Start Growing Your Portfolio 📈

Is Bitcoin Halal According to Islamic Law?

by

The notion that bitcoin can align with Islamic finance principles is an insight I gained from a discussion with Saifedean Ammous. In essence, this perspective suggests that bitcoin, being a digital bearer asset and not a debt instrument, naturally exists outside the realm of traditional financial institutions. It goes to show bitcoin halal’s status.

Key – Points

  • Beginning with a foundation that places ethics above perceived efficiency can be an impactful starting point.
  • One does not have to personally adhere to all or any of the principles of Islamic finance to recognize a broader perspective than its somewhat tenuous connections to bitcoin.
  • Islamic finance principles emphasize fairness, ethical conduct, and risk-sharing, and these principles are being applied to assess bitcoin’s compatibility.


Islamic Finance Principles

Since bitcoin cannot be created at will, deposit insurance becomes impractical, and lending necessitates the prior provision of liquid capital. Consequently, potential intermediaries would struggle to assure investor protection from losses resulting from borrowers’ activities.

Collectively, this makes it less likely for capital contributors to accept a fixed return with unlimited potential losses, especially in light of the near-certainty of deflation, as opposed to the prevailing norm of inflation that often requires artificially stimulated low-volatility capital appreciation.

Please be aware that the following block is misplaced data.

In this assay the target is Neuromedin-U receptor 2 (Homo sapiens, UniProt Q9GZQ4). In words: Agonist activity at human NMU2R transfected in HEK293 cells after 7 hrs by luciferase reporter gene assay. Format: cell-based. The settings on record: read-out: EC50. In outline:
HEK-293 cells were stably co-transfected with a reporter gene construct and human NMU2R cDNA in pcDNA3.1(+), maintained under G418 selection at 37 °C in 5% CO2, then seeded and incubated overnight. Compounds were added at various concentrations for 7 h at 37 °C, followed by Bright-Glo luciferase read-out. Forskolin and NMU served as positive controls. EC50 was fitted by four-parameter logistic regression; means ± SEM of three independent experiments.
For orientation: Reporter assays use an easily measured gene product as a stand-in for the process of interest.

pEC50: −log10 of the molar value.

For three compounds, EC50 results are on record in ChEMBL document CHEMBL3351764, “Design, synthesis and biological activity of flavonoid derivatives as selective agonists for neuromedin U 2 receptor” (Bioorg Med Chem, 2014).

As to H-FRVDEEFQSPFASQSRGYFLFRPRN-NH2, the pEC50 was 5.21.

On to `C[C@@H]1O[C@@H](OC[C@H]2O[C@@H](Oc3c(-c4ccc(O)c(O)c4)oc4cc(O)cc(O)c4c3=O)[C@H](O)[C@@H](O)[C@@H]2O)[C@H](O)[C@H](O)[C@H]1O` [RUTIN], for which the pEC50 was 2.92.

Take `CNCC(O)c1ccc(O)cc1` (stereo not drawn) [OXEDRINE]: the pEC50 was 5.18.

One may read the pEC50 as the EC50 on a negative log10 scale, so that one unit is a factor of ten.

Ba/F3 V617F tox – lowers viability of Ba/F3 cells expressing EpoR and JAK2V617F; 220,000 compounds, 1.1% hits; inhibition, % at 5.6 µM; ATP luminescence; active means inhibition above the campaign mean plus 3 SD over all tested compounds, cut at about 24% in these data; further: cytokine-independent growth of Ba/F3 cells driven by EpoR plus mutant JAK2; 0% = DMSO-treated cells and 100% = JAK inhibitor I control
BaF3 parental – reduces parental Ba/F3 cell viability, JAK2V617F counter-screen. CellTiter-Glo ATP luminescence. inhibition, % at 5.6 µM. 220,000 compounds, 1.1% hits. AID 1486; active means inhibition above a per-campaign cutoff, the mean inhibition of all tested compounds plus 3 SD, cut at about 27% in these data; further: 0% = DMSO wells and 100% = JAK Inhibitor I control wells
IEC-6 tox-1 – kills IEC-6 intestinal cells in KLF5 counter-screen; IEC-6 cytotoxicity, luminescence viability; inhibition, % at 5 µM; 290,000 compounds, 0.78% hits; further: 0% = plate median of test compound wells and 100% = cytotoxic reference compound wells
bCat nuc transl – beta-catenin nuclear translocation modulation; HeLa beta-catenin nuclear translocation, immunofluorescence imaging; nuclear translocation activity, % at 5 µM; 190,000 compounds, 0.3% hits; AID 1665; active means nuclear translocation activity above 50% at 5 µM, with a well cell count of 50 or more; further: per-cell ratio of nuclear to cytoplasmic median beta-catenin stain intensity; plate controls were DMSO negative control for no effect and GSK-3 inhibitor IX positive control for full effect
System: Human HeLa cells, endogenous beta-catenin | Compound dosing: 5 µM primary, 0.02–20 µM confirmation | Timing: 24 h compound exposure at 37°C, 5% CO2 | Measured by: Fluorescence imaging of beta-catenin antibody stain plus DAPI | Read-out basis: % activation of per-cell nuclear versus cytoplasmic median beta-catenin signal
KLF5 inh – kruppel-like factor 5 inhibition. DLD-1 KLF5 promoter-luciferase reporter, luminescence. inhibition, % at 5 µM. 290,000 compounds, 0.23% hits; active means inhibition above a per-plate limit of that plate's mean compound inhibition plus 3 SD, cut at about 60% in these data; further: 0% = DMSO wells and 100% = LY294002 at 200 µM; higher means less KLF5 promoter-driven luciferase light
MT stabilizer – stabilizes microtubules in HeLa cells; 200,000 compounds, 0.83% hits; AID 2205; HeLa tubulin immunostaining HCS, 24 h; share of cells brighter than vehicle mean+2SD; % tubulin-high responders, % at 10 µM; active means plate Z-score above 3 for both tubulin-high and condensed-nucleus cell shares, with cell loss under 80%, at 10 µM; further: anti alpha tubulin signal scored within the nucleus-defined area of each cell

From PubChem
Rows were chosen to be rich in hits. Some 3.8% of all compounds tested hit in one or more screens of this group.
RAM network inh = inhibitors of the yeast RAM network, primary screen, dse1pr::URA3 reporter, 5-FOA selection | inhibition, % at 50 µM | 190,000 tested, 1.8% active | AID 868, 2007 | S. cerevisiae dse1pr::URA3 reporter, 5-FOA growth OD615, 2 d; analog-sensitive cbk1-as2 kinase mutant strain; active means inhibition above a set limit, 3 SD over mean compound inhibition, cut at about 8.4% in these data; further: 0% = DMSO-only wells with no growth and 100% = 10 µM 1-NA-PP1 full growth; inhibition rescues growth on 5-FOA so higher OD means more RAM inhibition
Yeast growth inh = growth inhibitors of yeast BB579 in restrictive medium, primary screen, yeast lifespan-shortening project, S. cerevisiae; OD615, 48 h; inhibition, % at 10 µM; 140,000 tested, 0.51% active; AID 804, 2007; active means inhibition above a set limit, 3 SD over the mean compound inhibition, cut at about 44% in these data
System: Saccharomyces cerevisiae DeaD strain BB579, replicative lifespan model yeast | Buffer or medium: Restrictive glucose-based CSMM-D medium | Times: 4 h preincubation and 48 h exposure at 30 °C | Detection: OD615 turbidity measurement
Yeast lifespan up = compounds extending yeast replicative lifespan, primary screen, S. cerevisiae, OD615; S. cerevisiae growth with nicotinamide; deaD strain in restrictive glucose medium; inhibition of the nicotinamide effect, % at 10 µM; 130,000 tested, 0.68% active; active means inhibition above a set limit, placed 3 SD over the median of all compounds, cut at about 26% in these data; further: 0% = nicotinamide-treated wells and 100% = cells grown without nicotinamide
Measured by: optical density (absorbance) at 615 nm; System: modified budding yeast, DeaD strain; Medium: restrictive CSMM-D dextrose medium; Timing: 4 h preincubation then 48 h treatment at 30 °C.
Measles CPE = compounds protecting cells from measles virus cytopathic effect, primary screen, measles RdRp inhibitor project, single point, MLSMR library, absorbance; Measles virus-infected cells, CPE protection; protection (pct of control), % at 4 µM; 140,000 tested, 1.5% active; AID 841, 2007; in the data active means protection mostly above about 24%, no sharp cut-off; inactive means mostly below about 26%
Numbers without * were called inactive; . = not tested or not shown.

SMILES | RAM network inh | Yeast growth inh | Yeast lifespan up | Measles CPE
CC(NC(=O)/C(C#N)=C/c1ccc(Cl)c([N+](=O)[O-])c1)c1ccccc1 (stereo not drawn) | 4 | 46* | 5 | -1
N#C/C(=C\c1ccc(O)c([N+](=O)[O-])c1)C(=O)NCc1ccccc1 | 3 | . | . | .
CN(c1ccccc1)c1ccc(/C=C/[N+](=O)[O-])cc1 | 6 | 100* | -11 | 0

Prospective depositors will likely opt for personal savings or seek equity participation for shared returns. The supply of traditional lending will diminish, and many demand sources for leverage will be priced out of the remaining market.

What’s left of interpersonal, non-programmatic banking is expected to resemble the principles of Islamic finance, emphasizing risk-sharing over risk-transfer and minimizing the role of debt. In this context, Bitcoin can be seen as compliant with Islamic finance principles.

To be clear, the rationale for this conclusion differs from the Islamic prohibition of interest (riba, الربا) on ethical grounds. In a bitcoin standard, the absence of extensive interest-based transactions is more a result of economic considerations, as risks are properly priced and can be shared legitimately rather than dishonestly transferred.

Nonetheless, the resulting behavior aligns with the ethical norms prevalent in the bitcoin community, centered on low time preference.

Consider the guidance of the Islamic scholar Abul Alā Mawdūdī, who emphasized responsible financial behavior within one’s means and the avoidance of excessive spending that leads to debt and financial instability.

Assessing the Bitcoin Halal Compliance

Even if we dispute the ethical objections, we can still find similarities in attitude at a higher level. Some may argue that there will be a demand for interest-bearing, at-risk capital even in a bitcoin standard, and question why consensual exchanges should be restricted. The Islamic perspective, however, focuses on the unethical nature of what is considered “speculation.”

The inherent uncertainty of entrepreneurial ventures makes it fraudulent to commit to paying interest on monetary debt, as the debtor often cannot be certain of meeting their obligations. In this view, only equity-based agreements are considered fair and honest, without introducing conflicting incentives between capital providers.

Once again, we may differ in our interpretations of the ethics surrounding such contracts, but Mawdūdī’s assessment of the consequences of excessive “speculation” has a clear resonance.

“One does not have to personally adhere to all or any of the principles of Islamic finance to recognize a broader perspective than its somewhat tenuous connections to the bitcoin halal status.